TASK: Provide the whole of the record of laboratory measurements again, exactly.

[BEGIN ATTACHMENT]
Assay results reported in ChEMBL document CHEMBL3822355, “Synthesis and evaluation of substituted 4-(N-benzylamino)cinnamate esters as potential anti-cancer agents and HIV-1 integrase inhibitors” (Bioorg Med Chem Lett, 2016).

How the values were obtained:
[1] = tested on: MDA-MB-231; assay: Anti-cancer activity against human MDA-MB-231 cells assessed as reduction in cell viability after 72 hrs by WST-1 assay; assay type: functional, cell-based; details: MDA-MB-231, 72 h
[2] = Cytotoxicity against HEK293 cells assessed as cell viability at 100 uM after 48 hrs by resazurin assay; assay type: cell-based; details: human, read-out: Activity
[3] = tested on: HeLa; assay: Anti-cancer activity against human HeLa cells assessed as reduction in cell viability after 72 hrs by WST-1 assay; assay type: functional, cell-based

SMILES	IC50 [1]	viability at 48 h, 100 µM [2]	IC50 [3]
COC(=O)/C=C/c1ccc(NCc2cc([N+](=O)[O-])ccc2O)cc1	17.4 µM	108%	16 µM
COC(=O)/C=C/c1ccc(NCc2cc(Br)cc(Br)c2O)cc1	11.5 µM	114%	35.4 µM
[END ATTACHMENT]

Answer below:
Assay results reported in ChEMBL document CHEMBL3822355, “Synthesis and evaluation of substituted 4-(N-benzylamino)cinnamate esters as potential anti-cancer agents and HIV-1 integrase inhibitors” (Bioorg Med Chem Lett, 2016).

How the values were obtained:
[1] = tested on: MDA-MB-231; assay: Anti-cancer activity against human MDA-MB-231 cells assessed as reduction in cell viability after 72 hrs by WST-1 assay; assay type: functional, cell-based; details: MDA-MB-231, 72 h
[2] = Cytotoxicity against HEK293 cells assessed as cell viability at 100 uM after 48 hrs by resazurin assay; assay type: cell-based; details: human, read-out: Activity
[3] = tested on: HeLa; assay: Anti-cancer activity against human HeLa cells assessed as reduction in cell viability after 72 hrs by WST-1 assay; assay type: functional, cell-based

SMILES	IC50 [1]	viability at 48 h, 100 µM [2]	IC50 [3]
COC(=O)/C=C/c1ccc(NCc2cc([N+](=O)[O-])ccc2O)cc1	17.4 µM	108%	16 µM
COC(=O)/C=C/c1ccc(NCc2cc(Br)cc(Br)c2O)cc1	11.5 µM	114%	35.4 µM